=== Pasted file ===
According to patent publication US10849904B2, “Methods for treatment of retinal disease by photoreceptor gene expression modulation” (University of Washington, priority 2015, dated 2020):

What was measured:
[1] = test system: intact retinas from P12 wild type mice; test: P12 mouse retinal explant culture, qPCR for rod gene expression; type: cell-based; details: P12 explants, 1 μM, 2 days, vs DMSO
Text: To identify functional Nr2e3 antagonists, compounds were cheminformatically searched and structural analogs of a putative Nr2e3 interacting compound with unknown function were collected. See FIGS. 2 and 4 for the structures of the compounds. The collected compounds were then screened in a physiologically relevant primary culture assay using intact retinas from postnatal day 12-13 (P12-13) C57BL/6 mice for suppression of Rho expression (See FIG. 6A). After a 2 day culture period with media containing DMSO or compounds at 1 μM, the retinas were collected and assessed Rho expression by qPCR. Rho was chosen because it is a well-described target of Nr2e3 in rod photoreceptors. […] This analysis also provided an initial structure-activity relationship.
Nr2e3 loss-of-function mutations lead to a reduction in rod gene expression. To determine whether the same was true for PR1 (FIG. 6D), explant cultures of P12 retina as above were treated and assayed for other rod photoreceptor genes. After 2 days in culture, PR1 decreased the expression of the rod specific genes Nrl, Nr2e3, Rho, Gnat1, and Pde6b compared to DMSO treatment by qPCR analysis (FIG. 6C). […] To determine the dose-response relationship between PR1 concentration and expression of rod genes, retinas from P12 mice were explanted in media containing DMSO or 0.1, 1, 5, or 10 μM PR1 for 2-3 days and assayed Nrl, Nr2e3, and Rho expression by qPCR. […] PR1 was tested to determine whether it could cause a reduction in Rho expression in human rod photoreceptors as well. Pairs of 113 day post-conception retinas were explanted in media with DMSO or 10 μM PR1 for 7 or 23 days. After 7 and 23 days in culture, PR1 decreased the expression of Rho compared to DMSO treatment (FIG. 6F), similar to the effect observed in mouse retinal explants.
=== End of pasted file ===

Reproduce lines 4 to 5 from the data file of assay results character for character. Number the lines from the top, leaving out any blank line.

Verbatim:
Text: To identify functional Nr2e3 antagonists, compounds were cheminformatically searched and structural analogs of a putative Nr2e3 interacting compound with unknown function were collected. See FIGS. 2 and 4 for the structures of the compounds. The collected compounds were then screened in a physiologically relevant primary culture assay using intact retinas from postnatal day 12-13 (P12-13) C57BL/6 mice for suppression of Rho expression (See FIG. 6A). After a 2 day culture period with media containing DMSO or compounds at 1 μM, the retinas were collected and assessed Rho expression by qPCR. Rho was chosen because it is a well-described target of Nr2e3 in rod photoreceptors. […] This analysis also provided an initial structure-activity relationship.
Nr2e3 loss-of-function mutations lead to a reduction in rod gene expression. To determine whether the same was true for PR1 (FIG. 6D), explant cultures of P12 retina as above were treated and assayed for other rod photoreceptor genes. After 2 days in culture, PR1 decreased the expression of the rod specific genes Nrl, Nr2e3, Rho, Gnat1, and Pde6b compared to DMSO treatment by qPCR analysis (FIG. 6C). […] To determine the dose-response relationship between PR1 concentration and expression of rod genes, retinas from P12 mice were explanted in media containing DMSO or 0.1, 1, 5, or 10 μM PR1 for 2-3 days and assayed Nrl, Nr2e3, and Rho expression by qPCR. […] PR1 was tested to determine whether it could cause a reduction in Rho expression in human rod photoreceptors as well. Pairs of 113 day post-conception retinas were explanted in media with DMSO or 10 μM PR1 for 7 or 23 days. After 7 and 23 days in culture, PR1 decreased the expression of Rho compared to DMSO treatment (FIG. 6F), similar to the effect observed in mouse retinal explants.